“We’re also looking at the cost of housing and the incredible burden it’s placed on our folks coming in who are experiencing the highest cost of living in the state,” he said. “ We’re looking at the compensation levels. We’re aware of the need for more law enforcement out on the water. The common theme I hear is law enforcement is doing a good job, but there’s not enough out there.”
Spottswood also commented on the Florida Keys National Marine Sanctuary’s Restoration Blueprint. The first public comment period has come and gone as the sanctuary begins to review comments. Spottswood said FWC is asking the sanctuary to consider different alternatives. The teams from the sanctuary and FWC met to go over the blueprint and comments.
“We expect to have a lot of give-and-take with them,” he said. “There’s going to be some things people won’t like and some people will.”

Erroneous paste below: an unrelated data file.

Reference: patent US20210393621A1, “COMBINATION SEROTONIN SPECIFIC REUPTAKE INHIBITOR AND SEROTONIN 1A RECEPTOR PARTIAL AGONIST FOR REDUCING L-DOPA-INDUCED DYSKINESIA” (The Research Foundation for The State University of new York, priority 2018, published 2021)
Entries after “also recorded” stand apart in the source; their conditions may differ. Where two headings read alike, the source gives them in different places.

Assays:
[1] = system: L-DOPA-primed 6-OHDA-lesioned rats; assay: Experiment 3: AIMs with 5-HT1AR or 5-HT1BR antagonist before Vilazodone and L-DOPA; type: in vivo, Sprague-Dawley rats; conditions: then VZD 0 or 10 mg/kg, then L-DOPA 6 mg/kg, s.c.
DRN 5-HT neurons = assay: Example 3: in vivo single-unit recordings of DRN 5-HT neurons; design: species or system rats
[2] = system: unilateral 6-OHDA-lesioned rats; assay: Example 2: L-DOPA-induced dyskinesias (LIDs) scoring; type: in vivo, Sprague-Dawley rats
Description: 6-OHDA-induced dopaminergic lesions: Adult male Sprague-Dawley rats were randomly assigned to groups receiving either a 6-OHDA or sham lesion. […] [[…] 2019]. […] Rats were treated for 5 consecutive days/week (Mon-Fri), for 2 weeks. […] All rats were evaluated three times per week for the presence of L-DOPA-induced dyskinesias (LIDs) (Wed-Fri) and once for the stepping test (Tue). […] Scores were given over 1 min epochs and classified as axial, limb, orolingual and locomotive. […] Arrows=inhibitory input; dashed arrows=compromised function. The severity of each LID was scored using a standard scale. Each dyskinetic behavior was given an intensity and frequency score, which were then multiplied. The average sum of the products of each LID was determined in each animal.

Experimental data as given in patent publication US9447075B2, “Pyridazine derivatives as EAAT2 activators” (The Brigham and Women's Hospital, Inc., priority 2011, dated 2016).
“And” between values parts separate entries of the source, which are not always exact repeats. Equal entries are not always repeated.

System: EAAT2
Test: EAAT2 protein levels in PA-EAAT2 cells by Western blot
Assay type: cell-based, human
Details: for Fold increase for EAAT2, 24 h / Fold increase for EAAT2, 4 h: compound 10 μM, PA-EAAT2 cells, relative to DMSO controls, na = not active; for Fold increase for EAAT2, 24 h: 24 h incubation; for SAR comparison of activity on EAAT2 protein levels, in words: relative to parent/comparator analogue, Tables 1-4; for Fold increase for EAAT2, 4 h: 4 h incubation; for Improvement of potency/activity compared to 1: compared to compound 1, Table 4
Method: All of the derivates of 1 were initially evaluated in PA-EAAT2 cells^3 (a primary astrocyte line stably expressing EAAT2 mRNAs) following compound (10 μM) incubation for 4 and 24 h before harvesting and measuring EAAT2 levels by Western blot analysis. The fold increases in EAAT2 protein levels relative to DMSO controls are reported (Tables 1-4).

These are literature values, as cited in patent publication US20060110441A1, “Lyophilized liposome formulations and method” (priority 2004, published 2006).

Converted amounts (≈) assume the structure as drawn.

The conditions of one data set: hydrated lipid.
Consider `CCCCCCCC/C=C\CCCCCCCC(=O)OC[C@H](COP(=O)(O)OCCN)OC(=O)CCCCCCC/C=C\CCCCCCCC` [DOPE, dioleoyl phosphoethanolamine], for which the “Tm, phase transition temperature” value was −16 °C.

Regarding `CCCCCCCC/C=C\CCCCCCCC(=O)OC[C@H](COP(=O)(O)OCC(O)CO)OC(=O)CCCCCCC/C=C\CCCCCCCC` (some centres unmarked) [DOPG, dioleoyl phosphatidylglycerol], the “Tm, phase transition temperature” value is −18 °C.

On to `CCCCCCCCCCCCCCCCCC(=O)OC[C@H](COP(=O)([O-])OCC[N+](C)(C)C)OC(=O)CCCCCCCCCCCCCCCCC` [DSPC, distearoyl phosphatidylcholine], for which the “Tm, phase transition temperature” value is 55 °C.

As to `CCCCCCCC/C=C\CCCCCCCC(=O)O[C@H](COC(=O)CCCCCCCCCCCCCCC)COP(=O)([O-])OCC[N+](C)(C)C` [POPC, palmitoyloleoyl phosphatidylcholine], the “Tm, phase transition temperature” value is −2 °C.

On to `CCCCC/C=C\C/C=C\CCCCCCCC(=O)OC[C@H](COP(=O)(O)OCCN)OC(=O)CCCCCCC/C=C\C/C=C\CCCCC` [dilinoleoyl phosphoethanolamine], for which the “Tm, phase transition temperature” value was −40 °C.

Spottswood said he’ll be asking the sanctuary for law enforcement assistance as well.
Following the lecture, a group ventured down to the governor’s cabinet room, where Monroe County Mayor Heather Carruthers took to the podium to relay support for the continued Area of Critical State Concern designation. It was subsequently approved.
“We’re also thrilled to be able to add canal restoration to our work plan because that’s sort of the last frontier in terms of water quality,” she said. “We appreciate the support and look forward to cleaning up more water in the Keys.”